Show some sympathy

Letters

Posted: Thursday, November 30, 2000

Death of a loved one is painful for all that have experienced it, whether the loss was a friend, child, spouse, parent or grandparent. This year I and many other community members have had to deal with the loss of three of my peers. The pain that was expressed by family and close friends was unbearable.

I'm sure all of you have heard the expression "sticks and stones may break bones, but words will never hurt." As I was growing up this seemed to be true, but as I got older I came to realize that it is the words that hurt most, whether they be many or few. Broken bones heal over a short period of time, but when words are spat at a person without sympathy they will be felt in your heart forever.

When a person passes away, sympathy should be shown. Awhile back a good friend of mine died, and people and articles said things that were hurtful and unnecessary. A death of a teen shouldn't be an opportunity to stereotype them, be it "all teens are alcoholics," or "teen-agers can't drive" or "teen-agers are careless." Accidents happen.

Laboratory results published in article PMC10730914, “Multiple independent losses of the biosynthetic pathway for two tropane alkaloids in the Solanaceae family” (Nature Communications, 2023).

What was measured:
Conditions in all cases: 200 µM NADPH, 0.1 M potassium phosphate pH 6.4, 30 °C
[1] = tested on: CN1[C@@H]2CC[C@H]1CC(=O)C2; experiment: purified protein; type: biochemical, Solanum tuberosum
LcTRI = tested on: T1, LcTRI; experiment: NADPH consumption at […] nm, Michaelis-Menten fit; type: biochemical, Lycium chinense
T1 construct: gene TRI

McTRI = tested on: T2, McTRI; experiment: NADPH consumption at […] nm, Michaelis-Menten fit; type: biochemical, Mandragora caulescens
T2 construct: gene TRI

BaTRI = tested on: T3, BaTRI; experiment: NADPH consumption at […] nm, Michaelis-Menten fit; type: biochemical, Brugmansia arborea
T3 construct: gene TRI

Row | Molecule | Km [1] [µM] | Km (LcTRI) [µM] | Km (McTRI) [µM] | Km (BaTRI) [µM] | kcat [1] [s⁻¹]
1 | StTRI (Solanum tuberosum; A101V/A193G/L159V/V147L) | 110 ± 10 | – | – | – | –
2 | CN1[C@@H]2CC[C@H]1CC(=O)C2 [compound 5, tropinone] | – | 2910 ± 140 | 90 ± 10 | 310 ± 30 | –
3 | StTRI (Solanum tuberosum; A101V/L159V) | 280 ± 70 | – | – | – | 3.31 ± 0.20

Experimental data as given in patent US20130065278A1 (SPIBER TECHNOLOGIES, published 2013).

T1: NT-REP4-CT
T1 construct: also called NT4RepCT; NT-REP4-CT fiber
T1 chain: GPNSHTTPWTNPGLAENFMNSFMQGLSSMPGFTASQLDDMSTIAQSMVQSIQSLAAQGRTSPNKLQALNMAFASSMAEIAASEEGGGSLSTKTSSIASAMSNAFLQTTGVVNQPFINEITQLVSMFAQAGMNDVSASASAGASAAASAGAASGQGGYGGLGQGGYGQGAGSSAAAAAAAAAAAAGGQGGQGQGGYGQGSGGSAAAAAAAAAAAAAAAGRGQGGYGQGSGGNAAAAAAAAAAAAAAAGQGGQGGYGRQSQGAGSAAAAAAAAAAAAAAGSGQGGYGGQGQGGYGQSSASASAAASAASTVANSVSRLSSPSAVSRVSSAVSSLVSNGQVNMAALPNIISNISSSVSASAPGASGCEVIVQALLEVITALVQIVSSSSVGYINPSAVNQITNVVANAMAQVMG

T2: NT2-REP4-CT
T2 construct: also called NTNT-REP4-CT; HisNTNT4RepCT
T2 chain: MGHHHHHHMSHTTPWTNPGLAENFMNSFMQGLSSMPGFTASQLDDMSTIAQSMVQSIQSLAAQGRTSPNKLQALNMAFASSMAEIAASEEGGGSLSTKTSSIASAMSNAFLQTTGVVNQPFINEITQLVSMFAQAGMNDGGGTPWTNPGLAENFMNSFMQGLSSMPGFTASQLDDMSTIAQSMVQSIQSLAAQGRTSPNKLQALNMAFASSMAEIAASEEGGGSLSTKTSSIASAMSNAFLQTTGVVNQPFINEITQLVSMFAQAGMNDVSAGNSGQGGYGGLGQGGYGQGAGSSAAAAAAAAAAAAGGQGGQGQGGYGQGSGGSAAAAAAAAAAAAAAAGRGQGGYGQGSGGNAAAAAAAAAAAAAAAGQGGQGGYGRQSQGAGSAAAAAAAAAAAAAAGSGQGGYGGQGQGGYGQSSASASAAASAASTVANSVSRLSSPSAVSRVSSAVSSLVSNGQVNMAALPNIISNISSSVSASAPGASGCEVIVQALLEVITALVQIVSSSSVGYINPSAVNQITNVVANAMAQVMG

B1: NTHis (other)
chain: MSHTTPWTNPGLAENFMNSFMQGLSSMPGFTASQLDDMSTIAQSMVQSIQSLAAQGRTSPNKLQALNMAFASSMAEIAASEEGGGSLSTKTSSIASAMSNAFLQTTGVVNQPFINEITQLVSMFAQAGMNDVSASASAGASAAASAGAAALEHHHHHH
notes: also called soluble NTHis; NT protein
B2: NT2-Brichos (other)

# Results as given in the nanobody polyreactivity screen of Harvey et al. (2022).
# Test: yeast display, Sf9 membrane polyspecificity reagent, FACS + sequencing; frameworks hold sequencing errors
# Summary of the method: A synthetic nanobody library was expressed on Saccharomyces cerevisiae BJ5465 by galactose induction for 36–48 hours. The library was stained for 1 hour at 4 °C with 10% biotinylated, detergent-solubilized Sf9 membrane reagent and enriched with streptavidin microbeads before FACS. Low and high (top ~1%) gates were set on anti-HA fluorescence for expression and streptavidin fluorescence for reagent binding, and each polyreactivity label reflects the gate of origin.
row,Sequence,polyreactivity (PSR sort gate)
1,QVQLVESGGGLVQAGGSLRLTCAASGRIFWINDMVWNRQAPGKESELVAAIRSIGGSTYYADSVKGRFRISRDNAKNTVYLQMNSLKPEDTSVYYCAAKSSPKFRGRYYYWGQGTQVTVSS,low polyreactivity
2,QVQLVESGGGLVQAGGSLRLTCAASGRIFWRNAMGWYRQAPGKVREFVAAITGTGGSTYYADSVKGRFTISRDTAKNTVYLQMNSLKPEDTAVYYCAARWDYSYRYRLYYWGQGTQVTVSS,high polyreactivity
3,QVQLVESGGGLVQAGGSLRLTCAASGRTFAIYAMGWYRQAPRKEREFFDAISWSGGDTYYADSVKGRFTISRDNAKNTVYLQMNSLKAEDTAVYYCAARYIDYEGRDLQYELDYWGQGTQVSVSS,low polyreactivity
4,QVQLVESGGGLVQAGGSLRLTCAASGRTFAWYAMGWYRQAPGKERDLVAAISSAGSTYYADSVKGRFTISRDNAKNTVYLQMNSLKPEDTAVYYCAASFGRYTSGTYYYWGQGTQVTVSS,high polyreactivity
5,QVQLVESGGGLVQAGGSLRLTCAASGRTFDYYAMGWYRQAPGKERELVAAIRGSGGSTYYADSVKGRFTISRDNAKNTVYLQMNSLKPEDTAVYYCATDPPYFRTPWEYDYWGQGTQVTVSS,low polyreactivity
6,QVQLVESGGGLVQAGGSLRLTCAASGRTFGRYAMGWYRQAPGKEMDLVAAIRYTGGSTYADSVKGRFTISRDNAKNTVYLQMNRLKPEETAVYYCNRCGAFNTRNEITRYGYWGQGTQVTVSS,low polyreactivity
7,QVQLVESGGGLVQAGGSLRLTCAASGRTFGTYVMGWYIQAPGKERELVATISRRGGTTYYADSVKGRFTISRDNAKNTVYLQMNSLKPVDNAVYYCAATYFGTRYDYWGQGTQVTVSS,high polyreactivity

I'm not saying that people do not have the right to express their opinions. If I believed that, I wouldn't write this letter. I am simply saying that it should be done with care and thought, especially when dealing with death. You never know if that person's best friend is standing around the corner.

I would also like to take this opportunity to express my condolences to family and friends of my friends and peers, Brandon, Krista and Trav. Also to everyone else who has ever lost someone they loved.

Heather Klepinger

Juneau



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